Emma Matthews Digital Production | Unsplash

How to Keep Your Sanity While Work From Home Seems to Last Forever

By Deanna Tomaselli
PRSA Pittsburgh Young Professionals Co-Chair

Emma Matthews Digital Production | Unsplash 










Take a walk every day. Have a dedicated workspace. Keep your usual hours. We’ve read blog post after blog post lately on work-from-home tips. And while I will offer a few tips of mine that I recently shared on PRSA Pittsburgh’s Screen to Screen series, what I won’t offer is sugar-coated, regurgitated “rules” to follow.

Because as someone eloquently put it on social media: You’re not working from home; you’re at home trying to work during a global pandemic. Here are some tips to maintain your sanity.

Keep Your Commute Time

While I don’t encourage you to go for a drive for 30 minutes in the morning and at night, you do have an extra hour (give or take) theoretically. I’ve been using mine to either 1) sleep longer some mornings or 2) plan my meals/groceries. My coworker mentioned she’s been getting more sleep than ever right now, which is amazing! It may be tough for some to get good sleep juggling this new life, along with anxiety over things we can’t control, but if you can sleep, do it. There is no shame in sleeping until 8 a.m. or even 9 a.m. on a Wednesday, if you don’t have a meeting first-thing. Other mornings, it feels good to get up early to work out, meditate, or just drink coffee. It’s all about balance.

On the other hand, grocery shopping is now officially the Hunger Games, and I prefer to online shop, which takes calculated strategy to plan out groceries and meals in advance. So, I also use that early-morning time to plan. Regardless of what you do with it, use this time wisely.

Do Some Chores During the Work Day

A lot of articles and posts tell you NOT to do things around the house during the day, but I disagree (to a point). It’s very easy to throw in a load of laundry, then take a break later to fold it. I’ve been sitting in on quite a few webinars, so I’ll listening in while folding laundry at the same time.

I don’t think it’s wise to do major things like mop the floors or vacuum your entire house or apartment during the day. But, easy tasks like running your robot vacuum or the dishwasher, throwing dinner into the Crock-Pot, or spraying Lysol on the doorknob or remote for the tenth time are all ways to maximize the day and allow you to check things off your personal list to create less stress.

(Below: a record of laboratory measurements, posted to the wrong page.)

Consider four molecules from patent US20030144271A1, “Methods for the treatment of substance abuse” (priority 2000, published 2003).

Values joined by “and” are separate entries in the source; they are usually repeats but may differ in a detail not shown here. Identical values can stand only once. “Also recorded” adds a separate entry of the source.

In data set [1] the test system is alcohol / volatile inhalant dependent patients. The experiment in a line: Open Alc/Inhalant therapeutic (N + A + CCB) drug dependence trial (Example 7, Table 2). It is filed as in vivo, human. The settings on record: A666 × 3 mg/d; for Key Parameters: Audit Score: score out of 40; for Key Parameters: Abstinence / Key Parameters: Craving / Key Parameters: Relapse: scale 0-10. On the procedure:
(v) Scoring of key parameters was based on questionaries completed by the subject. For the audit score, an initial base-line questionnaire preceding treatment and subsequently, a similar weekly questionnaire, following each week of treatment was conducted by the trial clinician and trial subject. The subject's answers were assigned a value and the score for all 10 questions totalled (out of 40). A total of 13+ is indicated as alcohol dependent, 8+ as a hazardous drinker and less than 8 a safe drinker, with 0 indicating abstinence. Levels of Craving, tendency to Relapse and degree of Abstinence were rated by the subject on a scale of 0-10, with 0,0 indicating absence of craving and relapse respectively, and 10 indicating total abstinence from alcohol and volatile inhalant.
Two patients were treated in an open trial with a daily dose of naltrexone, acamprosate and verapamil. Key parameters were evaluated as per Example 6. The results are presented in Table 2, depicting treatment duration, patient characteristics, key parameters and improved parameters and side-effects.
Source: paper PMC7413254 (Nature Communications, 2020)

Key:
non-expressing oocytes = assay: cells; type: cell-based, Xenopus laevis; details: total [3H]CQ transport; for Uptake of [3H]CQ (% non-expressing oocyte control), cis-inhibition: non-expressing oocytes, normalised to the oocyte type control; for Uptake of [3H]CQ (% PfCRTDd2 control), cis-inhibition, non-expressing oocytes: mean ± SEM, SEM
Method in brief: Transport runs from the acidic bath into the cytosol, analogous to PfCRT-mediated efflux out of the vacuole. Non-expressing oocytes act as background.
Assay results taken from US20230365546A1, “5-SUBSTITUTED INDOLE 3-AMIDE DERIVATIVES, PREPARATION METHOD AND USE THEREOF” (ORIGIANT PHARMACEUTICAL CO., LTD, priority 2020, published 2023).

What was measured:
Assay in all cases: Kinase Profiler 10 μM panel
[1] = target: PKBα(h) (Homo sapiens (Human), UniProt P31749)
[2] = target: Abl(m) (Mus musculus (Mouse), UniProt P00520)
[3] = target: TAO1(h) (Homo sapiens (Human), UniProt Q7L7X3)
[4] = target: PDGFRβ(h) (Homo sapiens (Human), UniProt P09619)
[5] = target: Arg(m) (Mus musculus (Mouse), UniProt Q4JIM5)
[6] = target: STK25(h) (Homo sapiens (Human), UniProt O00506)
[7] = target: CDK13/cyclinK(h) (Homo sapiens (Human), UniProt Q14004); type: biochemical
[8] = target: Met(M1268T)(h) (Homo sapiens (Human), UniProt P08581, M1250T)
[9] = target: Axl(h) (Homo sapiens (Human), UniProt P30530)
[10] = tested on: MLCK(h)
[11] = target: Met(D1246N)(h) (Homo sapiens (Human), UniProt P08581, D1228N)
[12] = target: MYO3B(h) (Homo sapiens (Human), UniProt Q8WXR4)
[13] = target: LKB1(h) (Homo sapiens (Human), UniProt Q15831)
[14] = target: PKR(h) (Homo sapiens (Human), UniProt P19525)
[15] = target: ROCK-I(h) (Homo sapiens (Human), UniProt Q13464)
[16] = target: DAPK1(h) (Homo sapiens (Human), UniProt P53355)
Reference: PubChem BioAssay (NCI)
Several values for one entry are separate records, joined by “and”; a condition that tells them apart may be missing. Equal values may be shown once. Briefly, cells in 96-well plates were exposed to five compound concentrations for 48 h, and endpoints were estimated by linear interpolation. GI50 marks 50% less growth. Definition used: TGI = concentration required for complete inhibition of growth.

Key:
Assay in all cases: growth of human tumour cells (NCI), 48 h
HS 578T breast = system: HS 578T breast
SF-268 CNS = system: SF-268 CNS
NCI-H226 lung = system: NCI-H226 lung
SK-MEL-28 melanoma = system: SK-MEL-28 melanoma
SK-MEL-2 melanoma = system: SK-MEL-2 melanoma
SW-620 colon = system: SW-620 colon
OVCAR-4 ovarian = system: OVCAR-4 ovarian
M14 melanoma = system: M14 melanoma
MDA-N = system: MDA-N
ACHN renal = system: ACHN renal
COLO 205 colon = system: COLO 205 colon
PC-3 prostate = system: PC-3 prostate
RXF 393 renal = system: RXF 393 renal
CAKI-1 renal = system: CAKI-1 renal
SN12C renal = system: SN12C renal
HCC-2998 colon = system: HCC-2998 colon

Listen to Audio Books, Podcasts and Instagram Live streams

Recent data shows that podcast listenership is down, and audience growth dropped by about 15% through most of March. This makes sense because we’re not commuting, a time when many people listen to podcasts.

But I am still making an effort to listen to some of my favorite podcasts like Office Ladies and Business Casual. I do this while making dinner, walking the dog or organizing. We’re all cleaning our drawers and closets right now, so why not throw on Jessica Simpson’s Open Book (recommended on Audible and then listen to the podcast about it) and make your experience more enjoyable?

There are also plenty of Instagram Live streams and other video series that don’t really require looking at the screen, so I’ve been listening in to many of those. My two current favorites are Miley Cyrus’ Bright Minded and John Krasinski’s Some Good News.


Take Advantage of Free Online Resources

There are SO many free things online right now at our fingertips. First, shout out to PRSA Pittsburgh for utilizing Instagram Live and showcasing board members on the bi-weekly “Screen To Screen” series. PRSA National also has numerous webinars and assistance for crisis communications on its website.

Many fitness studios are offering free trials and classes. Use this time to upskill, learning something to better yourself career-wise (this list from PR Daily is a great resource). And there’s no shame in taking advantage of free TV. If you haven’t watched The Sopranos yet, now is your chance. Seriously, go watch it.